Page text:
Cost of Living,
Lane's Real Estate Market
Eugene-Springfield Metro Area
Profile: College-town complex Location: West-central Oregon at the south end of Willamette River Valley Elevation: 373 Time zone: Pacific Standard Time
|College-town feel||Recent unemployment|
|Attractive downtown||Wet winters|
|Nearby mountains||High property crime rate|
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Eugene and Springfield sit across from one another on the Willamette River. Home to the University of Oregon, the area has a large timber industry and is a transportation hub for routes south into California. The setting is attractive, and clean and prosperous downtown Eugene has the kind of shops and restaurants one would expect in a college town. The park system is excellent, most particularly a waterfront park along the river. Good growth management has minimized sprawl effects but there is a new and modern mall along I-5 northeast of town. Most good residential areas lie west and south of the downtown and campus. The university and its attendees leave a distinctly liberal, folksy imprint on the otherwise conservative region. The slowing timber industry has brought some unemployment, which is projected to improve over time as other businesses locate there. Excellent state-subsidized rail service connects the area with other cities north, and the area has a nice airport with good, if not cheap, service. The area has a good mix of setting, climate, and small-town feel and a fairly low cost of living by Oregon standards.
Eugene is located at the southern end of the fertile Willamette Valley. The Cascade Mountains to the east, Coast Range to the west, and low hills to the south surround the valley, while the level valley floor broadens to the north. Foothills to the east obscure the snow-covered Cascade peaks, some 75 miles away. The Pacific coast is 50 miles west. Forested areas lie in every direction except north. The climate is controlled by marine air from the Pacific and the Cascades block all but the strongest continental air masses. Summers are dry and warm with an occasional hot spell up to 95[dg]F and cool evenings. Winter days are cool and damp with highs in the 50s, lows in the 30s, and occasional dips into the 20s. Rain is highly seasonal, starting in September and lasting through May. Although a little south of the main storm track, winter rains are sometimes heavy. Snow is rare and usually melts on contact. The valley location and nearby water cause occasional fog. First freeze is late October, last is late April.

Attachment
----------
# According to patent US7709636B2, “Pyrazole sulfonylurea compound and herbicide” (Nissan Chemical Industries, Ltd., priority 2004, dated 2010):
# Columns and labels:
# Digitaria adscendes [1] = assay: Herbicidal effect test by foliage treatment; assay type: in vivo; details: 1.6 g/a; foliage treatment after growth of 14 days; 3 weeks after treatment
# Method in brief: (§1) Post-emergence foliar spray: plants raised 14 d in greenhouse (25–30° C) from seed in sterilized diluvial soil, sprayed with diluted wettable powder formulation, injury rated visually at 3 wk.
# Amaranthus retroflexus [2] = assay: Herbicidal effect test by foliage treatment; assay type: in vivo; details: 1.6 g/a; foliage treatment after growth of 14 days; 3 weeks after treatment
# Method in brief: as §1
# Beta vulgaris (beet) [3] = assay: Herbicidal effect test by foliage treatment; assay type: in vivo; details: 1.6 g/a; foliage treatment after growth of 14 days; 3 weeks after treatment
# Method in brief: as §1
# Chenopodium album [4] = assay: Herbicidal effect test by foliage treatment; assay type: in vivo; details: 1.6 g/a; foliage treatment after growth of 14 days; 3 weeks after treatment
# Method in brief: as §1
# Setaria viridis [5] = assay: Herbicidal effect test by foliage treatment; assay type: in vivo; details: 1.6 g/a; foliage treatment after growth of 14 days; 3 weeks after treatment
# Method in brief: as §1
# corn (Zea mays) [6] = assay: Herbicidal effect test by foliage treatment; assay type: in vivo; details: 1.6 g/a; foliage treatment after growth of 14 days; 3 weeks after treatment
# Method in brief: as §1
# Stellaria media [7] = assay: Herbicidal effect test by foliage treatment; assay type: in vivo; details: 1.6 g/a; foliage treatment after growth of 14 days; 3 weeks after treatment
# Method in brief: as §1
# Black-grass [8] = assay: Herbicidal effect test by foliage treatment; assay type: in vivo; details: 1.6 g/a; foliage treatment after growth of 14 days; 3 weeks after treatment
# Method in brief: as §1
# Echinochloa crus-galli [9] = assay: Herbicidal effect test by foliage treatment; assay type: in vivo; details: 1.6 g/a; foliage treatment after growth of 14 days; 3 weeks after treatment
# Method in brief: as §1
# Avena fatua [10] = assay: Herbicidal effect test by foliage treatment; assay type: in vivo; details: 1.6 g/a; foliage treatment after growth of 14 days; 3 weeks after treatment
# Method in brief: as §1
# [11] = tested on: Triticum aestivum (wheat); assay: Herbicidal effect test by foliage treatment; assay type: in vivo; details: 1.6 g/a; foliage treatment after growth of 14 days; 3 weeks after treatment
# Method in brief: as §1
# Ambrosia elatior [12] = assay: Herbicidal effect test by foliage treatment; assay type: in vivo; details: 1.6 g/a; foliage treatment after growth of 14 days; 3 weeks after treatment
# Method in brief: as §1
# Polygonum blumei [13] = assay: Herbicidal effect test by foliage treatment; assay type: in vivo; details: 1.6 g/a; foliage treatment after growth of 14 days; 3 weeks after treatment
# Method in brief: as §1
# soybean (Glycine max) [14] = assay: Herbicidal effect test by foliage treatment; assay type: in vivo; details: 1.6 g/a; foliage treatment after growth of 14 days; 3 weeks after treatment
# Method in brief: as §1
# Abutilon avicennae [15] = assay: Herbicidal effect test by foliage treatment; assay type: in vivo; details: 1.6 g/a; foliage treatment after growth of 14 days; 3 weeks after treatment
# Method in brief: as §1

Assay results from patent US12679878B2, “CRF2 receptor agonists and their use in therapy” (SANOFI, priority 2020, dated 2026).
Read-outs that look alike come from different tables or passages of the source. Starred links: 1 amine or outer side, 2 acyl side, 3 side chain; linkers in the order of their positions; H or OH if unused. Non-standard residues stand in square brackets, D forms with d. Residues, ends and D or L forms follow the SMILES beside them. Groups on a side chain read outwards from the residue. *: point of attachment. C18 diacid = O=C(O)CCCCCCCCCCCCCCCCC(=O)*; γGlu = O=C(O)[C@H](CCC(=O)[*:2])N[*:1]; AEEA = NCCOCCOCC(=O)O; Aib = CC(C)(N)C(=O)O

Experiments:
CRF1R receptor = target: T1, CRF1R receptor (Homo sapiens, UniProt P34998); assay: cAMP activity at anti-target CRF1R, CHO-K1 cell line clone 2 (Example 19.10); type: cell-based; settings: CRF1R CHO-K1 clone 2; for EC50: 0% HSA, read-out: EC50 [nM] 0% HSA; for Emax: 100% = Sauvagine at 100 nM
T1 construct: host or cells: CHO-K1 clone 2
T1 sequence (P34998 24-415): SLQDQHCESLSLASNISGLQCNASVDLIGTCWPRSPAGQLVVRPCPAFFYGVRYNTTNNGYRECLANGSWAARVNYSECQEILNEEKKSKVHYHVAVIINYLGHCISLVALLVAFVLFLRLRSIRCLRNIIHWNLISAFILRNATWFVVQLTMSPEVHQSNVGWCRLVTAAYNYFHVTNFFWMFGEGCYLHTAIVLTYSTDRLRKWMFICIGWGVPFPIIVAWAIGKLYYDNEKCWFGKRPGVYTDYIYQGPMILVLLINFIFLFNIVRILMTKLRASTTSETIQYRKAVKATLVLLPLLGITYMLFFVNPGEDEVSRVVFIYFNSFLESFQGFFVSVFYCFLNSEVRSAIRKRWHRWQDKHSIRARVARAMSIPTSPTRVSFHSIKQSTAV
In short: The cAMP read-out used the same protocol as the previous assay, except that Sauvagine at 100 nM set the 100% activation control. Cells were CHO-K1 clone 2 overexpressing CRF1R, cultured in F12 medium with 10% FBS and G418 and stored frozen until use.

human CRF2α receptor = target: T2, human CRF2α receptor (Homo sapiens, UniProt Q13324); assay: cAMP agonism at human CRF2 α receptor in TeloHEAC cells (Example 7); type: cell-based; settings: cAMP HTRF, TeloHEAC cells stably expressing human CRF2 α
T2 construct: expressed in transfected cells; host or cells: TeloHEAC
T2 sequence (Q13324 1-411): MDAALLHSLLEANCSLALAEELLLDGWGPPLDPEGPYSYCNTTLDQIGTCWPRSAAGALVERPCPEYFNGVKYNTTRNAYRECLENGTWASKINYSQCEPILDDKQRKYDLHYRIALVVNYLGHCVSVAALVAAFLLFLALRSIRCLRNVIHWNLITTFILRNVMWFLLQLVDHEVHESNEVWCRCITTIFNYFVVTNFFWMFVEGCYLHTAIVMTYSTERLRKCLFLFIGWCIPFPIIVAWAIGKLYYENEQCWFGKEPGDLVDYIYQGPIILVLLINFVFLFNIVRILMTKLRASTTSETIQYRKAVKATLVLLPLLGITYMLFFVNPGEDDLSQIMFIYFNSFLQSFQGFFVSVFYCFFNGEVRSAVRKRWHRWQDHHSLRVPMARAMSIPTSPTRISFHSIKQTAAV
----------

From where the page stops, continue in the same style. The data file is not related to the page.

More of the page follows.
Interesting Facts about Lane County
As of 2014, Lane County's population is 351,794 people. Since 2000, it has had a population growth of 8.93 percent.--------------------
The median home cost in Lane County is $189,500. Home appreciation the last year has been 6.20 percent.--------------------
Compared to the rest of the country, Lane County's cost of living is 4.90% Higher than the U.S. average.--------------------
Lane County public schools spend $10,331 per student. The average school expenditure in the U.S. is $12,435. There are about 19.5 students per teacher in Lane County.--------------------
The unemployment rate in Lane County is 6.60 percent(U.S. avg. is 6.30%). Recent job growth is Positive. Lane County jobs have Increased by 0.93 percent.
Ranked #18 Best Green Cities
Ranked #21 2005 Best Places to Live
Ranked #62 High Gas Prices - Which Cities are Hit the Hardest?
Ranked #77 America's Best and Worst Cities for Crime (Mid-Size Metro Areas)
Ranked #81 2005 High Gas Prices
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Average Commute time is 20 minutes. The National Average is 25 minutes.--------------------
Lane County's Real Estate Market (click to see properties)
• Newly Listed Homes
• Most Expensive Listing
• Million Dollar Houses
• Homes from $750,001 to $1,000,000
• Homes from $500,001 to $750,000
• Homes from $250,000 to $500,000
• Homes under $250,000
• Median Priced Homes
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